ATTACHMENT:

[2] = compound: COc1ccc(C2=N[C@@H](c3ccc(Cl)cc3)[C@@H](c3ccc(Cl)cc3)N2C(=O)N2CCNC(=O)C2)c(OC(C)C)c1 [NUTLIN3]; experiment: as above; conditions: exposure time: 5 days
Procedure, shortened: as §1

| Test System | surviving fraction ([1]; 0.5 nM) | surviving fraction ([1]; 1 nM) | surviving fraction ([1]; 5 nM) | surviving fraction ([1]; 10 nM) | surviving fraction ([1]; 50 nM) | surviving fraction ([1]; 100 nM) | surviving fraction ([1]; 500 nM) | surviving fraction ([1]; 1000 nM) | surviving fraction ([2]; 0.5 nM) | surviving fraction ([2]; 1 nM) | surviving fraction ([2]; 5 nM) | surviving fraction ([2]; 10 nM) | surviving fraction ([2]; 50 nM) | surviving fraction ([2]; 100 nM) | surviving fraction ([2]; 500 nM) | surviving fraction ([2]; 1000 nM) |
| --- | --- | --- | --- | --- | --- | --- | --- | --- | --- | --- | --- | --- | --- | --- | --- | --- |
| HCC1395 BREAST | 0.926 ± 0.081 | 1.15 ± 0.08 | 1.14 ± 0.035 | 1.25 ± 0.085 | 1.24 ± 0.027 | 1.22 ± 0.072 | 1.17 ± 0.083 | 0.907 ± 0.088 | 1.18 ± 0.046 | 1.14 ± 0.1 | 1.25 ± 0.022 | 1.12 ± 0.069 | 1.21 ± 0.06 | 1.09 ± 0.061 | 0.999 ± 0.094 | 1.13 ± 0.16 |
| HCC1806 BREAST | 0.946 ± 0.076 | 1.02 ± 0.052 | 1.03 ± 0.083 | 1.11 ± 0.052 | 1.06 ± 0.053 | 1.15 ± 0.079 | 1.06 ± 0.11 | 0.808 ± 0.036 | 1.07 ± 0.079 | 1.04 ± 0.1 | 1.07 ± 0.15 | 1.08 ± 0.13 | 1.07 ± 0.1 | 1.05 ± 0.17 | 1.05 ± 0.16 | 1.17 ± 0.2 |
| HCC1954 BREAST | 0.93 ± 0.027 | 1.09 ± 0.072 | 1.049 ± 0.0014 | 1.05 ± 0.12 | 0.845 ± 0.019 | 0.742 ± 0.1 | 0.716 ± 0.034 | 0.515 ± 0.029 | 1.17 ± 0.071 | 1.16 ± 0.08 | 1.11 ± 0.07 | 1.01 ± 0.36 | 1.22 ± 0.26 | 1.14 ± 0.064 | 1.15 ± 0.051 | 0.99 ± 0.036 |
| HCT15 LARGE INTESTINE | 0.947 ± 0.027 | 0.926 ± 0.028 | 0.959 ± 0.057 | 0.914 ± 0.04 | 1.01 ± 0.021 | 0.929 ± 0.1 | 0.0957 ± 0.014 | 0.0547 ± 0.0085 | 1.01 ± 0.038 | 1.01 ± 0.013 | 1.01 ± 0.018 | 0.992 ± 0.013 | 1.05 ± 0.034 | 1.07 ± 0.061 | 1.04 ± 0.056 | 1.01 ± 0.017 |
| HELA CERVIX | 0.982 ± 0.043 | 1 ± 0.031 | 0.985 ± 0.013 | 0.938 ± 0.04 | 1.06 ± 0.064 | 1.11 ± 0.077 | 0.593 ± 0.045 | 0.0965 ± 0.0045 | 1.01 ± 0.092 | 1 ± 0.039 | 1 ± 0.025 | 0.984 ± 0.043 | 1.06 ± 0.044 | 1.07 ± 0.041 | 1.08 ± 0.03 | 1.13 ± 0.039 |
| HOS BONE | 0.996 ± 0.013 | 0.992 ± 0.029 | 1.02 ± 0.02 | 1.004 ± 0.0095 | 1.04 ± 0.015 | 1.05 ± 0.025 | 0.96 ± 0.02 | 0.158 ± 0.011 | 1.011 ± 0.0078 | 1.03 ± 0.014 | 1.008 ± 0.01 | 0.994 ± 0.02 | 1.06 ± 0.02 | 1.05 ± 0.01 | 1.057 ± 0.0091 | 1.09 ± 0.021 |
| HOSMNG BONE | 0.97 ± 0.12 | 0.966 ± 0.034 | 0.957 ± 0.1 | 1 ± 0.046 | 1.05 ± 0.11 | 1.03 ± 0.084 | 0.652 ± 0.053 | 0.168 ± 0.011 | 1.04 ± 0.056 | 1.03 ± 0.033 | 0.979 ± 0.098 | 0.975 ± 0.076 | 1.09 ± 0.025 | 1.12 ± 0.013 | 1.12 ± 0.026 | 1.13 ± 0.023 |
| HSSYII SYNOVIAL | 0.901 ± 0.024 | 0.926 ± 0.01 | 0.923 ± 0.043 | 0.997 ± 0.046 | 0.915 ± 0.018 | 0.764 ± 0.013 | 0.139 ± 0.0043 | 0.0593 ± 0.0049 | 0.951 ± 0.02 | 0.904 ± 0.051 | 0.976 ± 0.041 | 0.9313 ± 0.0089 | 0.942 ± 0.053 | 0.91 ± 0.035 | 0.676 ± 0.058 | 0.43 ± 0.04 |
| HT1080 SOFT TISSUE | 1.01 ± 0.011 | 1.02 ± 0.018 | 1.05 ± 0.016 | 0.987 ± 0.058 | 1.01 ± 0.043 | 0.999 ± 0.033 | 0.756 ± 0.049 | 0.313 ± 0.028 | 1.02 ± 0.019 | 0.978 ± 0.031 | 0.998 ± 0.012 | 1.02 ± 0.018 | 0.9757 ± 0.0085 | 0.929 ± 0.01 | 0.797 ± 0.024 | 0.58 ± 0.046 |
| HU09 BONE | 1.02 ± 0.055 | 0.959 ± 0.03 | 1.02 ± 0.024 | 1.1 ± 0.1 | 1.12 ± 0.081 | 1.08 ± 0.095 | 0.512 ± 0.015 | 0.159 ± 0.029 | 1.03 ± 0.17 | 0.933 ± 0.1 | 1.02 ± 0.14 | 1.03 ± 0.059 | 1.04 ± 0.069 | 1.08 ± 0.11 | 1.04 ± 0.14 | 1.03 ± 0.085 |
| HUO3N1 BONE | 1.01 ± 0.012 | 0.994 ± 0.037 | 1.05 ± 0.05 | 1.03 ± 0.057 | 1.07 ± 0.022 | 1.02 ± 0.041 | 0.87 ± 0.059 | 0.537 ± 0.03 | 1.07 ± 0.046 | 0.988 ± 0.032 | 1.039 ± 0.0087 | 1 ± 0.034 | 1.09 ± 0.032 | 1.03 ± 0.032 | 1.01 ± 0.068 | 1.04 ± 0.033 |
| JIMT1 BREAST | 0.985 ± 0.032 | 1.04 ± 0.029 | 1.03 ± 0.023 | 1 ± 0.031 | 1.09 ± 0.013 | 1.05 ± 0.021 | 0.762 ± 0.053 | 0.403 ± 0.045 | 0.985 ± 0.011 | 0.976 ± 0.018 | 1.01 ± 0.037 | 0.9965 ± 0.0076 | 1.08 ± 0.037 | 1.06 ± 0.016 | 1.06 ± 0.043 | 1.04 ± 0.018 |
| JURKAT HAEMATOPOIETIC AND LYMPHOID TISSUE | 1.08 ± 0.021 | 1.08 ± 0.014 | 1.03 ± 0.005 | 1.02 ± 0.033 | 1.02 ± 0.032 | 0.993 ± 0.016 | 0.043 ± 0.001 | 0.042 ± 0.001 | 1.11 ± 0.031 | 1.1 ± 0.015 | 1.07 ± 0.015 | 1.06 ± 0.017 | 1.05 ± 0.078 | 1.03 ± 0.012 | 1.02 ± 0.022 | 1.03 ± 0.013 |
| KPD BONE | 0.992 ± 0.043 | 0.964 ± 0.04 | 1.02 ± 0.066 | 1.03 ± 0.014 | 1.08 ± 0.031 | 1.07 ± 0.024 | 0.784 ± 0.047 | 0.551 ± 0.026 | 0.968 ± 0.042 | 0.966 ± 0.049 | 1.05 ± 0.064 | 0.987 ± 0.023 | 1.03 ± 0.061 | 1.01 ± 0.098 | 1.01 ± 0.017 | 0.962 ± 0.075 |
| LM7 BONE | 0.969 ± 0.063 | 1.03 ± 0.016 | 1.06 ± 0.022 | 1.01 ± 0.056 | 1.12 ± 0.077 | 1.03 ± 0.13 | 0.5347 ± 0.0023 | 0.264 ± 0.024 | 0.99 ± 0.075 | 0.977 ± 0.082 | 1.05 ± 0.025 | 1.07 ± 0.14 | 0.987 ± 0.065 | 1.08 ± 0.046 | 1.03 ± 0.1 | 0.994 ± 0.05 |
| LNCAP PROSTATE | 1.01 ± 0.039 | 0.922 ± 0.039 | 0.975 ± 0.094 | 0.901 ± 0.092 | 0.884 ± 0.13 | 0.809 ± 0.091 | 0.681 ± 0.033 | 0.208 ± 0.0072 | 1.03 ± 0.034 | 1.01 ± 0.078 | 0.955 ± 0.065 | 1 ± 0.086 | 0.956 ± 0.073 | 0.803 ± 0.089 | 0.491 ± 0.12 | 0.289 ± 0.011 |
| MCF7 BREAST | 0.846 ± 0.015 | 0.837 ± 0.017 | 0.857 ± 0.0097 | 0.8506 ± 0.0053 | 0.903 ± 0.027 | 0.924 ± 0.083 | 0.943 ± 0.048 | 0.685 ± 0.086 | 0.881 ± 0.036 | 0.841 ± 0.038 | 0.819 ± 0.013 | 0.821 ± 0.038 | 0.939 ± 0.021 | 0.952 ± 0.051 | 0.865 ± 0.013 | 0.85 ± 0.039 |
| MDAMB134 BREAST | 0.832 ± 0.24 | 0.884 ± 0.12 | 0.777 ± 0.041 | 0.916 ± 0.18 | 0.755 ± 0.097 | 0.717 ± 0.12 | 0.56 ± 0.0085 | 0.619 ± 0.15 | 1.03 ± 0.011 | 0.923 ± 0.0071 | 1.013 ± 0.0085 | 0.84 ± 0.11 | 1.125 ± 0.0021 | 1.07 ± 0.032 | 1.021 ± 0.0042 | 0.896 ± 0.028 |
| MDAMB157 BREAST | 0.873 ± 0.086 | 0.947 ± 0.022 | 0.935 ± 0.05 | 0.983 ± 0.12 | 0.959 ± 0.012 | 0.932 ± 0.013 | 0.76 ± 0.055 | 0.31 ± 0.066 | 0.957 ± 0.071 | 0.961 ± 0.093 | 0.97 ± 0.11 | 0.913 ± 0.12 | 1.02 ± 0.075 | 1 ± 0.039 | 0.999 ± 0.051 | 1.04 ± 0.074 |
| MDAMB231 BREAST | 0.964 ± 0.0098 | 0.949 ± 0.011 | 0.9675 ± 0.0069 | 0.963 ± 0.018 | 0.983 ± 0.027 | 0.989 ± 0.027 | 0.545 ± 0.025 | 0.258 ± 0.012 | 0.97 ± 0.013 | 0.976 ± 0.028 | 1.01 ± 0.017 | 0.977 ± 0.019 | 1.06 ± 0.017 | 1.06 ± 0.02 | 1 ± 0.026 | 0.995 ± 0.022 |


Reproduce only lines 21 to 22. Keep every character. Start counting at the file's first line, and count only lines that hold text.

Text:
| MCF7 BREAST | 0.846 ± 0.015 | 0.837 ± 0.017 | 0.857 ± 0.0097 | 0.8506 ± 0.0053 | 0.903 ± 0.027 | 0.924 ± 0.083 | 0.943 ± 0.048 | 0.685 ± 0.086 | 0.881 ± 0.036 | 0.841 ± 0.038 | 0.819 ± 0.013 | 0.821 ± 0.038 | 0.939 ± 0.021 | 0.952 ± 0.051 | 0.865 ± 0.013 | 0.85 ± 0.039 |
| MDAMB134 BREAST | 0.832 ± 0.24 | 0.884 ± 0.12 | 0.777 ± 0.041 | 0.916 ± 0.18 | 0.755 ± 0.097 | 0.717 ± 0.12 | 0.56 ± 0.0085 | 0.619 ± 0.15 | 1.03 ± 0.011 | 0.923 ± 0.0071 | 1.013 ± 0.0085 | 0.84 ± 0.11 | 1.125 ± 0.0021 | 1.07 ± 0.032 | 1.021 ± 0.0042 | 0.896 ± 0.028 |